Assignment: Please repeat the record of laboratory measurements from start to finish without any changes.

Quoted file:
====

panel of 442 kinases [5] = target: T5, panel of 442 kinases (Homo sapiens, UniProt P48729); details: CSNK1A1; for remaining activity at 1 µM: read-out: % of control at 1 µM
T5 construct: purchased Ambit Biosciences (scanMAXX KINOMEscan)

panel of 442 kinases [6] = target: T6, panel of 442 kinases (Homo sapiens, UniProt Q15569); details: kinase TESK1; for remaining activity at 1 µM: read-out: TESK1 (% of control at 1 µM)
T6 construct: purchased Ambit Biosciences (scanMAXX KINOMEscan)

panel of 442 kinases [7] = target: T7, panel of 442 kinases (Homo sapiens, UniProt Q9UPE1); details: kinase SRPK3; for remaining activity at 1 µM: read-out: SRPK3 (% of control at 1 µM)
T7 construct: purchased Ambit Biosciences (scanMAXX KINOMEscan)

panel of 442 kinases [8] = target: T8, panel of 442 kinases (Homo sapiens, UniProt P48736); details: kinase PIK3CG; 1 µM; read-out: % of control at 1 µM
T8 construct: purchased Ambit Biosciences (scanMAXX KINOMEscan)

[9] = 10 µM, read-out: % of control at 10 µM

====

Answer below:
panel of 442 kinases [5] = target: T5, panel of 442 kinases (Homo sapiens, UniProt P48729); details: CSNK1A1; for remaining activity at 1 µM: read-out: % of control at 1 µM
T5 construct: purchased Ambit Biosciences (scanMAXX KINOMEscan)

panel of 442 kinases [6] = target: T6, panel of 442 kinases (Homo sapiens, UniProt Q15569); details: kinase TESK1; for remaining activity at 1 µM: read-out: TESK1 (% of control at 1 µM)
T6 construct: purchased Ambit Biosciences (scanMAXX KINOMEscan)

panel of 442 kinases [7] = target: T7, panel of 442 kinases (Homo sapiens, UniProt Q9UPE1); details: kinase SRPK3; for remaining activity at 1 µM: read-out: SRPK3 (% of control at 1 µM)
T7 construct: purchased Ambit Biosciences (scanMAXX KINOMEscan)

panel of 442 kinases [8] = target: T8, panel of 442 kinases (Homo sapiens, UniProt P48736); details: kinase PIK3CG; 1 µM; read-out: % of control at 1 µM
T8 construct: purchased Ambit Biosciences (scanMAXX KINOMEscan)

[9] = 10 µM, read-out: % of control at 10 µM